WASHINGTON -- From the musicians in new purple uniforms who traveled from places like Des Moines and Montgomery, Ala., to march with a gay and lesbian band, to high school mariachi performers from Texas -- including some who took their first plane ride to get here -- to scores of elegant African-American women in full-length mink coats and matching hats, the faces of Inauguration Day 2013 were the faces of those left behind by the political process in decades and centuries past.
If Jan. 20, 2009, was a day for the history books and a feel-good moment for all of America, Monday was a celebration for the diverse coalition that landed the nation's first black president in the White House for a second term: Latinos, gay people, women and especially African-Americans.
Riding on a bus to the heated staging tent on the National Mall, members of the Lesbian and Gay Band Association listened intently as the radio played President Obama's Inaugural Address. A tear streamed down the cheek of Gary Nell, a 53-year-old drum major from Des Moines, as Mr. Obama referred to the Stonewall riots of 1969 in New York, which spawned the gay rights movement. "It was so affirming," Mr. Nell said.
Outside the security perimeter, 11-year-old Angel Lucero, fresh-faced and earnest, politely asked passers-by where he and his family might get tickets to the swearing-in. His parents, Mexican immigrants, spoke little English. His older sister, Jennifer, 15, said they had come from Bladensburg, Md., to see the president "because we think that he's going to help us, help other people who aren't free in this country."
For gay people and Latinos particularly, the president's second swearing-in was an occasion to savor newfound political clout. But it was also imbued with the sense that Mr. Obama had better make good on the promises he failed to keep during his first term, including an immigration overhaul, as well as a repeal of the law barring federal recognition of same-sex marriage.
"This time there is a much higher expectation," said Jessica Gallegos, 23, a native of Quito, Ecuador, who works for the World Bank. Despite the president's failure to revamp the nation's immigration laws, she said, "the community still stood behind him. Now it's time for him to deliver."
On a day that doubled as a tribute to the Rev. Dr. Martin Luther King Jr., Mr. Obama drew a connection between them by swearing to uphold the Constitution over King's Bible. While some African-American leaders wish Mr. Obama would pay more attention to issues like poverty and urban decay, many blacks who trekked to the capital said the second time around was even sweeter.
"I think the first time a lot of African-Americans voted for him just because he was black," said Mark McDaniel, 42, a retired Navy officer from Chesapeake, Va., as he navigated a packed Metro station. "This time it seemed like the country wanted him back."
Throughout Washington on Monday, as the sun rose over the Capitol and gray skies gave way to blue, there was a festive spirit in the air. The cold was not nearly as bitter and the crowds not as crushing as four years ago, but the turnout was still heavy, as tens of thousands of visitors, clutching maps and toting cameras, filled the city.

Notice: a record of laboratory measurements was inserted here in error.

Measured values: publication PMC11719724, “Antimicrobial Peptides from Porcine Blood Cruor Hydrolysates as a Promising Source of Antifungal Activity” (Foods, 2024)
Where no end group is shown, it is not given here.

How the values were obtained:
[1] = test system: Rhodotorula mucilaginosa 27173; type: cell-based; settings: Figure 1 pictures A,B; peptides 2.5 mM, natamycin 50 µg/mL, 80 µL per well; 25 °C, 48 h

Security was tight. Paradegoers waved American flags, street vendors hawked Obama paraphernalia -- which was not selling nearly as briskly as in 2009 -- and the streets downtown, closed to cars, became a sea of (mostly polite) humanity.
"We're here for the history in the making," said Iris Davis-Saulsberry, a high school history teacher from Las Vegas who wore a bomber jacket bearing the presidential seal. Her friend Dorothy Lawson was already thinking about 2016, and the possibility that a woman might become president. "That's our dream," Ms. Lawson said.
As the president delivered a message that focused heavily on equality, members of the Texas high school mariachi band, dressed in finery that was hand-embroidered over the border in Guadalajara, awaited their turn to play. Among them was Noel Marquez, a guitar player who recently turned 18 and said he would have voted for Mr. Obama -- if only he had been old enough.
Not far away, Marita Begley, artistic director of the Gay and Lesbian Band Association, could barely contain her excitement. She had painstakingly prepared a program featuring the work of gay composers (Leonard Bernstein and Aaron Copland), a woman (Lady Gaga), and a Latino (Pitbull).
Her group marched in the 2009 inaugural parade, before Mr. Obama came out in favor of same-sex marriage, and before "don't ask, don't tell" was repealed. Although there is still more to do -- Ms. Begley would like same-sex marriage to be legal across the land -- she could not help notice that inauguration officials allowed her band to bring a much bigger contingent this time, and gave it a much more prominent spot, right next to the civil rights float.
"It's really good to be here," she said, "as full citizens."
Correction: January 22, 2013, Tuesday
This article has been revised to reflect the following correction: An earlier version of this article misstated the name of a group who listened to President Obama's Inaugural Address on the National Mall. It is called the Lesbian and Gay Band Association, not the Gay and Lesbian Band Association.
This article originally appeared in The New York Times.